• Ok, Gillian, My Post above I thought would be Edit-able and could not do, just saying. Anyway, is this the right area to land my background? I am in McKinney, TX; have a Social Work/Managment Consultant background and spent 11+ years in Healthcare up in Massachusetts. I moved to McKinney, TX in Dec. 2014 and live with my Partner/Significant Other, Isabel. I am also a Professional Photographer. I have a Coaching/Meditation Practice having No Clients as yet. Helping others is my Passion; let me know if there is anything I can do for you! I look forward with getting to know others here! Namaste!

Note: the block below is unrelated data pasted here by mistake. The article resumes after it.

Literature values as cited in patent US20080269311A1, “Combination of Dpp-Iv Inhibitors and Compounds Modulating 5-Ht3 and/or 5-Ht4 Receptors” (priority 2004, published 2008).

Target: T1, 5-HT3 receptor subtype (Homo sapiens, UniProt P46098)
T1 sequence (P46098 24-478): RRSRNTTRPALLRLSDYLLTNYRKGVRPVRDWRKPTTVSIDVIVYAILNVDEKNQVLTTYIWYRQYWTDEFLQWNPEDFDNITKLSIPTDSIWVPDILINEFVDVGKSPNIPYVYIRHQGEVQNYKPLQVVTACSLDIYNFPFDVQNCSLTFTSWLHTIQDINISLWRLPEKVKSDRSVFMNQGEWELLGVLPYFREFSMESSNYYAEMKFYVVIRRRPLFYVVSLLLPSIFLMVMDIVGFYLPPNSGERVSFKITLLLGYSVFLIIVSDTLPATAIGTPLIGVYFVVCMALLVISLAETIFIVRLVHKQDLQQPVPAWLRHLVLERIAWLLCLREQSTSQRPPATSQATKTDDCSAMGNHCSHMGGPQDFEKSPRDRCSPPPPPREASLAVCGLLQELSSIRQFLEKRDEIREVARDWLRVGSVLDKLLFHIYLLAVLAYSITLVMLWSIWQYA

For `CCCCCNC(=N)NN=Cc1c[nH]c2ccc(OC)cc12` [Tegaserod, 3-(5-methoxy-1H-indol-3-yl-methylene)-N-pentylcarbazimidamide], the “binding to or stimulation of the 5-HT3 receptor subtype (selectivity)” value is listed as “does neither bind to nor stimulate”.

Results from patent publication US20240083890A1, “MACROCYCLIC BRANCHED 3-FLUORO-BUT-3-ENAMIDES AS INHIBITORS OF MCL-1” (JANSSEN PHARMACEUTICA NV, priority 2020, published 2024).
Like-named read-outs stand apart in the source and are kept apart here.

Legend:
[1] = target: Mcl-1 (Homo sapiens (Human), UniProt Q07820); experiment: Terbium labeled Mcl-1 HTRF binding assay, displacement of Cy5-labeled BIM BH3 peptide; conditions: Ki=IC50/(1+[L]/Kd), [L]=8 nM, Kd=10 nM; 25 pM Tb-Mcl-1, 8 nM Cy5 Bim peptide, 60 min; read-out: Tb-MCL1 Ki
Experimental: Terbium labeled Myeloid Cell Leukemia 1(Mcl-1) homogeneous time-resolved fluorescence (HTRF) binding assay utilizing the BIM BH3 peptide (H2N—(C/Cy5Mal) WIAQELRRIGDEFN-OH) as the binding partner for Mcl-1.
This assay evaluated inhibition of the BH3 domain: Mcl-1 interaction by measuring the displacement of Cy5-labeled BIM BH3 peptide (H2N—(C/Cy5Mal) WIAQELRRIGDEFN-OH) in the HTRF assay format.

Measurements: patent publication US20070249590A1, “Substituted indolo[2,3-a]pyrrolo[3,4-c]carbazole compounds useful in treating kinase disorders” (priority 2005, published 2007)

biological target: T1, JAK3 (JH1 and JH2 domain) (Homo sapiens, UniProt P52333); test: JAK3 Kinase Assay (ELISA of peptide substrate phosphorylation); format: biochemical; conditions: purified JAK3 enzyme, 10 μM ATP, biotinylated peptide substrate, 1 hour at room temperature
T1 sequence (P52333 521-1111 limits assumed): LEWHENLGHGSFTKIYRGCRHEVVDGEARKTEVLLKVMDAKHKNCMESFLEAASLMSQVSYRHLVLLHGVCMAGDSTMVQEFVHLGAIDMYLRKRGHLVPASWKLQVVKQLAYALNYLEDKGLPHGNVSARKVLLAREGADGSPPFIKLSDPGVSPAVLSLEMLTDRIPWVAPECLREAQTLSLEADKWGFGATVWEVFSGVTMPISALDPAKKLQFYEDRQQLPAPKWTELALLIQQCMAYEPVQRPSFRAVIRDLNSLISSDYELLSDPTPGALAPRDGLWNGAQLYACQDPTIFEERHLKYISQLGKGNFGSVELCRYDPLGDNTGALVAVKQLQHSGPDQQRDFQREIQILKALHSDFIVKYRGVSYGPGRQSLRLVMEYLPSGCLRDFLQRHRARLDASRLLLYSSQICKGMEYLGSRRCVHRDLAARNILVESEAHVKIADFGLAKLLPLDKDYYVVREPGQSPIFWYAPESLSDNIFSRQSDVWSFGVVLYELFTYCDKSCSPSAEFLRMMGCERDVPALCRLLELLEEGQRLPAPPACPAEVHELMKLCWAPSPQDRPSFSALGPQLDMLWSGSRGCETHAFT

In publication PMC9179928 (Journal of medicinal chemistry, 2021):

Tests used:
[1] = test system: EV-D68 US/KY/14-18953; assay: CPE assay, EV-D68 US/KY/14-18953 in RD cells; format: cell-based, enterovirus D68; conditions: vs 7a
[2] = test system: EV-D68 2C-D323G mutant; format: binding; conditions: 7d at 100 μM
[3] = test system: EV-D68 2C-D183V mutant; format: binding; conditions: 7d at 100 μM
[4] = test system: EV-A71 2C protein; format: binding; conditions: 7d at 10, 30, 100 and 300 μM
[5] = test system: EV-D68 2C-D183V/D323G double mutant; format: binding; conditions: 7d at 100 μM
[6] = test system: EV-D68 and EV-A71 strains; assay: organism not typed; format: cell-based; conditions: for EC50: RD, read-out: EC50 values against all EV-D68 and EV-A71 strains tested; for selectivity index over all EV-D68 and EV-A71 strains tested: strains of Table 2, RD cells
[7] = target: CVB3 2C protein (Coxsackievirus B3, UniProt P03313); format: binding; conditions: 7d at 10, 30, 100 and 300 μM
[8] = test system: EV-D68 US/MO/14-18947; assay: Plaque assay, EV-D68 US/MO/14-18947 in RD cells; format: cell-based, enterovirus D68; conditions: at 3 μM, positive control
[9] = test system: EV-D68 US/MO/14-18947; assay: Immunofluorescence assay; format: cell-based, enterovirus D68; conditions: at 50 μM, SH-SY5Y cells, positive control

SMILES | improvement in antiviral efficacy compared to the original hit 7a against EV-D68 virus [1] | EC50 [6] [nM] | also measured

• I am becoming a fount (I should have said "font") of malapropisms. I had at least 2 in my last post: "immanent" in place of "imminent," but best of all was "spiritualism" in place of "spirituality." The interesting thing about that last one is that in the 19th Century seances were very popular social activities as were Ouija boards when I was a kid. It is though many of us long for greater connection--to others and to something larger and more mysterious than ourselves--and we are willing to invest credulity in pseudoscience or the supernatural to fulfill that longing. Since Gillian introduced the Rick Hanson video into this thread, I want to draw attention to his recent book NeuroDharma that relates Rick's understanding of no-self, from his perspective both as a neuroscientist and as a practitioner of formal Buddhist methods, in chapter 8. The book is the topic of a bookclub on this website, but no one as of yet has really commented on this chapter. In my experience, nothing is harder to discuss with people than this topic even among people who are purported followers of Buddhist teachings in which anatta, variously translated as non-self, not-self, or no-self, is a major tenet. Moving from egocentrism to what Rick terms "allocentrism," goes to the heart of what I think Jeff has been saying. What I have observed is that people interpret this concept in accordance with other broader metaphysical beliefs, which are so varied among people and usually held with such moral conviction that it is hard to have a discussion about this topic. So, I offer Rick's book as at least one vehicle for arousing curiosity in it, investigating it, and maybe loosening a little our unquestioned clinging to our own beliefs. It is hard to get along with others in such a multi-cultural world that technology has made smaller and more accessible if we have to be right but have not sufficiently examined the basis for our beliefs.